But I cannot look at myself in the mirror and know who I am. Am I white, with only part of myself being Indian. Or am I an Indian who learned from birth how to pass in the white world? Some say you simply are whatever you choose to be. If you feel you are white, then you are. I am resentful every time there is a survey asking what race I am. I can remember being young in school and the teacher filling out those surveys, and saying “three Hispanics, two African Americans, fifteen white” and knowing that that was not right. But when I raised my hand to say I was not white, I was promptly dismissed as being “white regardless.”

          I have never answered “white” to one of those surveys since. I usually bubble in both, whether I am supposed to or not. My race and/or ethnicity cannot be summed up in a bubble on a scantron.

            Either way, whatever I mark, doesn’t answer the question in my eyes when I look in the mirror. This mixing of features makes me unique, perhaps, but I do not think in the best of ways. Bulky and odd, small, almost slanting eyes mixed with a bulbous nose, skin too light, hair not dark enough… but it’s not white enough either. I pass to the point that no one would question my ancestry, my being white. But that’s not good enough. I want to be question. I hate to be assumed anything.

            I wonder if when my great-relatives were sent to assimilation schools, even as the mid-1930s, they knew or expected that their progeny would be so remarkably white, so un-Indian. I wonder if I am the product of success—these wild savages were taught to be white and go to a white school and breed with them to beyond recognition for what they once were, or if I am the product of failure—failure to remember the old ways, the tongue, the way of life before and after the journey from Nebraska to Oklahoma, the name meaning “red land” as a practical joke.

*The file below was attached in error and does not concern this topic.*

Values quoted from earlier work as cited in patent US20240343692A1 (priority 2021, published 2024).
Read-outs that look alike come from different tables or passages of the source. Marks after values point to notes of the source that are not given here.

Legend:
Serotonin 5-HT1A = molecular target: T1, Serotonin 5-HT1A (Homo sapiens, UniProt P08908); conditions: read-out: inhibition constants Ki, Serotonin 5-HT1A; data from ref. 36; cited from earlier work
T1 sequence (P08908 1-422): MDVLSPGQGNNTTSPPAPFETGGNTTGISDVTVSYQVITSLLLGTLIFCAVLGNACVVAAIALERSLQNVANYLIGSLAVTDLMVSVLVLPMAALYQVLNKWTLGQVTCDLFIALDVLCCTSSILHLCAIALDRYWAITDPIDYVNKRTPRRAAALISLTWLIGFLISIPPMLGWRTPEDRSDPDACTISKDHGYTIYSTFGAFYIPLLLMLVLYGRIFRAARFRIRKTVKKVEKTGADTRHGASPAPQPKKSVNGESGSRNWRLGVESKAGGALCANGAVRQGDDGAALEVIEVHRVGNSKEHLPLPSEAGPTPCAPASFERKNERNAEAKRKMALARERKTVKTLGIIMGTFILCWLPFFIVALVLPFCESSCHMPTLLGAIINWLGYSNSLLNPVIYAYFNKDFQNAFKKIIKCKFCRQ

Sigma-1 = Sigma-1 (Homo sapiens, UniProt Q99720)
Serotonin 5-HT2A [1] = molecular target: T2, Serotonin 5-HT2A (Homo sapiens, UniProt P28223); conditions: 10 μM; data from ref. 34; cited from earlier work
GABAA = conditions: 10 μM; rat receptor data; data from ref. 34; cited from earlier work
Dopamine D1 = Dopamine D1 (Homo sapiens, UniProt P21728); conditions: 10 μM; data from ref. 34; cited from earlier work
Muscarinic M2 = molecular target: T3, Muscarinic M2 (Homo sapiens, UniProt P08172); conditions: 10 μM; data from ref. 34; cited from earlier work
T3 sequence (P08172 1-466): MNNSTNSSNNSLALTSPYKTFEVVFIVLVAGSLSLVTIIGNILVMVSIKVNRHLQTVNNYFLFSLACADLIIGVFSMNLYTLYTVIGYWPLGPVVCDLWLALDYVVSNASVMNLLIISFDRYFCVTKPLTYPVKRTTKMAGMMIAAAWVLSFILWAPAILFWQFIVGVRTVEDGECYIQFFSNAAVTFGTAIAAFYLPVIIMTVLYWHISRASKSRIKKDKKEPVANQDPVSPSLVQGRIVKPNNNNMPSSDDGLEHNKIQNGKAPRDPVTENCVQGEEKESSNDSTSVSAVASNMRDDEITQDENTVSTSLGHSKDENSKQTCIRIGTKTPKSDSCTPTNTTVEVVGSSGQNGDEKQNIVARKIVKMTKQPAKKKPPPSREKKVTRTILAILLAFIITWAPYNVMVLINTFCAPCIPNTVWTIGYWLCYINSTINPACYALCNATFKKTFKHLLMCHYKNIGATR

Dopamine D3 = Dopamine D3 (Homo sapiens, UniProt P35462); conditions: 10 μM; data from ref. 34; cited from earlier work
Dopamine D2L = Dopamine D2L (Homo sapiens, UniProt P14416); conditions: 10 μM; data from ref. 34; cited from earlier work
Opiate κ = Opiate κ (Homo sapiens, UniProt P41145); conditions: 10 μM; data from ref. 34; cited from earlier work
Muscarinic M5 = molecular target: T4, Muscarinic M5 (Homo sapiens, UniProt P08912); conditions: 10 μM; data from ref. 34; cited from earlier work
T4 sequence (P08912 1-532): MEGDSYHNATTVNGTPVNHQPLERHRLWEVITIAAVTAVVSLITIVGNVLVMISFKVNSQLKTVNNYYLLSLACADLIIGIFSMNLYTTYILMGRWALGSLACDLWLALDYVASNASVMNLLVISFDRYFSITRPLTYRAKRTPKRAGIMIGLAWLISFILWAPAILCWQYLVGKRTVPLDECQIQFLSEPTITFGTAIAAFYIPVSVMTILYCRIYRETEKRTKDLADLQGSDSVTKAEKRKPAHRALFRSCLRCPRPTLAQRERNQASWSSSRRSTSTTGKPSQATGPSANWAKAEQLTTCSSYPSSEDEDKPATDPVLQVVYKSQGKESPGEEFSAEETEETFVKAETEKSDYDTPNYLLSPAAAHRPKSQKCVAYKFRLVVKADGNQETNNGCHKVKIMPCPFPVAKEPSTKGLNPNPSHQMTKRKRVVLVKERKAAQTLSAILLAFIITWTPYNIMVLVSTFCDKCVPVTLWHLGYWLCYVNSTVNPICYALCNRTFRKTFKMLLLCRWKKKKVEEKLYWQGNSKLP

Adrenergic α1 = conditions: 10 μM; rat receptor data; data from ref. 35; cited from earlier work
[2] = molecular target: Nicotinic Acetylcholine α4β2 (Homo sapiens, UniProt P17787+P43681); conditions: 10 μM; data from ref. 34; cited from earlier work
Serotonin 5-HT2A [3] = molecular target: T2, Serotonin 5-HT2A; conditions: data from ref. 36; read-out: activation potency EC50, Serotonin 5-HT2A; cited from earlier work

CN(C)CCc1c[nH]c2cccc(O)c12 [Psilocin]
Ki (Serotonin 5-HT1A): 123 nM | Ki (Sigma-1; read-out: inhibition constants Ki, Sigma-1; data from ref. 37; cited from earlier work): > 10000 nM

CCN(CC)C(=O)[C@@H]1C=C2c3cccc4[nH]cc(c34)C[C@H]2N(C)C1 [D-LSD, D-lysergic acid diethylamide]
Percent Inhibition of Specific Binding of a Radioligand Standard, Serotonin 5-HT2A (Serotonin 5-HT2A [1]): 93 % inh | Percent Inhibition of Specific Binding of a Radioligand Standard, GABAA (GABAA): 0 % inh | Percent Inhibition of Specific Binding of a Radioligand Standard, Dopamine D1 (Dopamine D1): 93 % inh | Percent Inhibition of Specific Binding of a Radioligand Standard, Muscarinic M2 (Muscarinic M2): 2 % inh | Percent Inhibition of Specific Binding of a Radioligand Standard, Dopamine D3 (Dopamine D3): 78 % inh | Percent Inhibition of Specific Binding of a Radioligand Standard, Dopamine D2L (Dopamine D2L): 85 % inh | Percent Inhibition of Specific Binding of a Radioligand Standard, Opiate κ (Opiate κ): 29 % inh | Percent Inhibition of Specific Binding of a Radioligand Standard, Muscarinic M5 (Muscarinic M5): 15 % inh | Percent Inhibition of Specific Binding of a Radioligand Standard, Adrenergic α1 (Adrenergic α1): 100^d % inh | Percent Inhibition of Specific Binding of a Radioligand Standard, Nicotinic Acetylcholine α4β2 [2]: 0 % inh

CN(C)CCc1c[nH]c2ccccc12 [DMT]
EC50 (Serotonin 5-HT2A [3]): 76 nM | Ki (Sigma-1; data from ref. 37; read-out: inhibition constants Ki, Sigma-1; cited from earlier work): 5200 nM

Maybe my wanting to be an Indian is success. I still fight being white, rather than embrace it for what it brings. I still go to powwows, even if I’m too embarrassed of myself to dance. Maybe wanting it hard enough is to be it.

            What makes an Indian? Is it growing up on the rez? Is it attending powwows and eating fry bread? Is it the long, black hair in two braids down the sides, red skin, and moccasins on one’s feet? Or is it simply a passion, a love, for what each characteristic means, and means to oneself?

            I do not know the answers to any of these questions. I simply think to myself as a look in the mirror, a sad, sad smile on my pink thin lips, what a success you are.

 


© 2009 M J Moore



Author's Note

M J Moore
I'm not sure what I'm doing with this, so much as I think it's just catharsis. Though any comments on it are welcome.

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you know what i see when i look at you Melissajo. i love you, i see perfection. i see the brains i've always wanted to have, i see hair that i envy, i see eyes that remind me of the ocean in all her infanite mystery. I see you melissa, not some collection of genetics, not one ethnicity or another, i know who you are, i know what you are made up of. i know that if one woman could effortlessly rule the world it would be you. So loose this crisis of identity, you aren't your breeding, you are whatever you aspire to BE. you are greatness, in the very begining of it's blossoming. So why can't you see it too?

Posted 8 Years Ago



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Added on March 10, 2009
Last Updated on March 11, 2009

Author

M J Moore
M J Moore

College Station, TX



About
I want to be different some days. Some days I'm perfectly happy and content being me. I think in third person. I don't like to cry. Only 2 people can make me cry. I tend to strike out when I'm sad o.. more..